411 contains an exemption from the prohibition on litigation over breaches of copyright on non-registered images for works covered by 106A. A quick glance suggests that photographs may well fall within that exemption, which would fit with the lawyer's view that I quoted earlier. But I can't be bothered to read the rather wordy 106A in sufficient detail to reach a concluded view; I spend too much time at work bothering with that kind of language.

Jeremy
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David Eichler

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Re: Your photos are my photos now...
« Reply #25 on: September 11, 2018, 02:57:48 PM »

That wasn't my point. I was conceding that, given the state of US copyright law, it is a good idea to register your photographs. Whether the scheme of registration is a Good Thing is a different question, beyond the scope of my interest.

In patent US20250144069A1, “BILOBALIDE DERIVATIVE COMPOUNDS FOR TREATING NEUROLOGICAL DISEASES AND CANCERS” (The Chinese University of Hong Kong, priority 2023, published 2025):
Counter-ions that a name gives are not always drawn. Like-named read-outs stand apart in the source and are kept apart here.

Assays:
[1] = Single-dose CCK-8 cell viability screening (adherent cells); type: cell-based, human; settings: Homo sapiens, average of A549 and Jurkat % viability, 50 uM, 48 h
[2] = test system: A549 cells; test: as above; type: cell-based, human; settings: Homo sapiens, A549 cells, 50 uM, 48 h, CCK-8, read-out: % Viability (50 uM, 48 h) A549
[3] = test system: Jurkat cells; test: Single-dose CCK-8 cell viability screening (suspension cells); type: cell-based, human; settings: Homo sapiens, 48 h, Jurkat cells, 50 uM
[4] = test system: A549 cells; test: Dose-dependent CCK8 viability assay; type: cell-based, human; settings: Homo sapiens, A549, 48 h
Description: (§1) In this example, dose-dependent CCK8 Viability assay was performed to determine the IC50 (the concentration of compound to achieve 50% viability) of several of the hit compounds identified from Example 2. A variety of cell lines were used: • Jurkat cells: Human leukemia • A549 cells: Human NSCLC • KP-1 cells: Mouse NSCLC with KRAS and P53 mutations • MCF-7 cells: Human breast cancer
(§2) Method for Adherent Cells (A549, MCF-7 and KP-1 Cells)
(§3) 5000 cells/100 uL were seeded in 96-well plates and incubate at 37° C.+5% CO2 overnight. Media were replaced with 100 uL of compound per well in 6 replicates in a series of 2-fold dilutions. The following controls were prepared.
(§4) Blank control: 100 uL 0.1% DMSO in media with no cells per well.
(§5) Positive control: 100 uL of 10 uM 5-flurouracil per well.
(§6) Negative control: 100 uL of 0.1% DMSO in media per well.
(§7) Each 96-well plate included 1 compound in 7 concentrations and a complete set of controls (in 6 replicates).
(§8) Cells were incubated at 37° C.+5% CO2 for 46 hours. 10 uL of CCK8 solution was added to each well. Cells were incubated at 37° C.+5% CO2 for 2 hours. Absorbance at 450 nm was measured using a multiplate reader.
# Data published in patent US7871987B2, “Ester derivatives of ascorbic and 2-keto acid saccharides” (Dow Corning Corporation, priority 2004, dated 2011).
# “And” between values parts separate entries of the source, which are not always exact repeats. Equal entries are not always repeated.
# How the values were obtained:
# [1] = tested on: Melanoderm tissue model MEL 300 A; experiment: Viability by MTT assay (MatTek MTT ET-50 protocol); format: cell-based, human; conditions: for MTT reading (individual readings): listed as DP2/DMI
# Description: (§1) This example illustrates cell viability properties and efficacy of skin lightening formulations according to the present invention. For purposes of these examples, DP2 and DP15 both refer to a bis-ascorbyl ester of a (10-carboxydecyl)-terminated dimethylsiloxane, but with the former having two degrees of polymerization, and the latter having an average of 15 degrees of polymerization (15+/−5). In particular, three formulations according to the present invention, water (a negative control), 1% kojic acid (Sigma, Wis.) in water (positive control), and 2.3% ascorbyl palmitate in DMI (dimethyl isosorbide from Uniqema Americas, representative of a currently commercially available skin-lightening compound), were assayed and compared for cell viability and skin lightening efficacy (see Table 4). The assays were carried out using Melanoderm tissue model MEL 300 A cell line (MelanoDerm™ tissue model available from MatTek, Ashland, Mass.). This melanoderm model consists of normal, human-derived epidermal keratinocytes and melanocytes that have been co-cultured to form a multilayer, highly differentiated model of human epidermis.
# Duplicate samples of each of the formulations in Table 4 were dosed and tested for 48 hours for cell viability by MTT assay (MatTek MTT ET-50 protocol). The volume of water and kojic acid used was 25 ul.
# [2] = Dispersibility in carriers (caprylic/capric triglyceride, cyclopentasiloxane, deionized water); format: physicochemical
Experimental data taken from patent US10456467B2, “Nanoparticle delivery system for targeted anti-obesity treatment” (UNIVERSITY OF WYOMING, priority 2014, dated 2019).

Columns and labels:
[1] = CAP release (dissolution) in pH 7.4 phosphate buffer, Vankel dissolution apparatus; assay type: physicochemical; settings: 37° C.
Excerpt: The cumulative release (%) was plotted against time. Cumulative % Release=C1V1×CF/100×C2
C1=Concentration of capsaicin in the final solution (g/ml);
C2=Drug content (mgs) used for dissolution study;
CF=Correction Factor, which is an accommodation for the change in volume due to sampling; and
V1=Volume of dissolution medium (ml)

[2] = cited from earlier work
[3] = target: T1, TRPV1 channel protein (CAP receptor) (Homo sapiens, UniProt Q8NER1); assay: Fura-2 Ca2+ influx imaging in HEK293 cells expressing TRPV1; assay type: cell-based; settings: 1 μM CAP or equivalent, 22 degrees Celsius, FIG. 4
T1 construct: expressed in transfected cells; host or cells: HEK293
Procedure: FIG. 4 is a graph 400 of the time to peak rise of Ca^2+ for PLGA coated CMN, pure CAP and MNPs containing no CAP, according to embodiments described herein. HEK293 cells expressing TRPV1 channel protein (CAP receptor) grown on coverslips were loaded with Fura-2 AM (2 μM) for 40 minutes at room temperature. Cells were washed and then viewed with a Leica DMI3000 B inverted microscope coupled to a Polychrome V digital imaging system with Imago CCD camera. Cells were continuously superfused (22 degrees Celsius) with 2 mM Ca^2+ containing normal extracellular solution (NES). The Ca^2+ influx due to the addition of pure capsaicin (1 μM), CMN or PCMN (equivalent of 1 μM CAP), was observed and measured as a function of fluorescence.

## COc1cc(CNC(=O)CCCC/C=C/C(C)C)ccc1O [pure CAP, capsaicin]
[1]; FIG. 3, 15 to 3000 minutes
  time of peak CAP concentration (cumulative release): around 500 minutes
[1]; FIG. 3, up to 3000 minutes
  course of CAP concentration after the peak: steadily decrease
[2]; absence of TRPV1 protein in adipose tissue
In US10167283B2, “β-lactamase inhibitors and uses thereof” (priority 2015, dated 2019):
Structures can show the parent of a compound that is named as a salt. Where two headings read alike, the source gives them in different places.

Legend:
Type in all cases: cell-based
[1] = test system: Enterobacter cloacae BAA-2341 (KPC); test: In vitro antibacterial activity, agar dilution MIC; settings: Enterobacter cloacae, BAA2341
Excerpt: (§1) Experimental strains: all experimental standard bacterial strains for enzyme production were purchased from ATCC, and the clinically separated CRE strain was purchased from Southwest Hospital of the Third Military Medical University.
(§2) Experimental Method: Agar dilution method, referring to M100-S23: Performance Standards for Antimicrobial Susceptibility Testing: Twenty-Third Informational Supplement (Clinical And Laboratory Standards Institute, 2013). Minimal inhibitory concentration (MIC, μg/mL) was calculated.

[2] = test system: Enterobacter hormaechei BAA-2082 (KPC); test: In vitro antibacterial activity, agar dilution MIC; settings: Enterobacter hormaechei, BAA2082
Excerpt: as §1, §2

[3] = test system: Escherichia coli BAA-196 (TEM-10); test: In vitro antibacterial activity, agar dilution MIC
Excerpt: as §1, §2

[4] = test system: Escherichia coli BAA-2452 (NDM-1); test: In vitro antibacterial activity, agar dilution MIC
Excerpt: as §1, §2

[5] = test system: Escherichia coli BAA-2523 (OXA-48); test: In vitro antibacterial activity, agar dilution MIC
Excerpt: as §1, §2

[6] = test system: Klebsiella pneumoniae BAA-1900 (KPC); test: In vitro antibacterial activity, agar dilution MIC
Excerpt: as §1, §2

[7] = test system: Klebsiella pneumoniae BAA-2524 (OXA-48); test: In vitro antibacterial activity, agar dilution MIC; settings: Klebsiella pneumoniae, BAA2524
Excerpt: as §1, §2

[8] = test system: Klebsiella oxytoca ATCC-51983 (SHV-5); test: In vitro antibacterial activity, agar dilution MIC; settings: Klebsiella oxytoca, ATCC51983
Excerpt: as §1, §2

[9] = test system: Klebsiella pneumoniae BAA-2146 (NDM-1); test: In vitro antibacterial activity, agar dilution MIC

411 contains an exemption from the prohibition on litigation over breaches of copyright on non-registered images for works covered by 106A. A quick glance suggests that photographs may well fall within that exemption, which would fit with the lawyer's view that I quoted earlier. But I can't be bothered to read the rather wordy 106A in sufficient detail to reach a concluded view; I spend too much time at work bothering with that kind of language.

Jeremy

Look, don't just take the word of someone you don't know and is not a legal expert. Read the opinions of US legal experts such as Carolyn Wright, which are readily available online, who all support what Chris and I have been saying.  As for the section 106A, that is not lengthy and does not have any bearing on suing for damages in the US.
« Last Edit: September 11, 2018, 03:33:23 PM by David Eichler »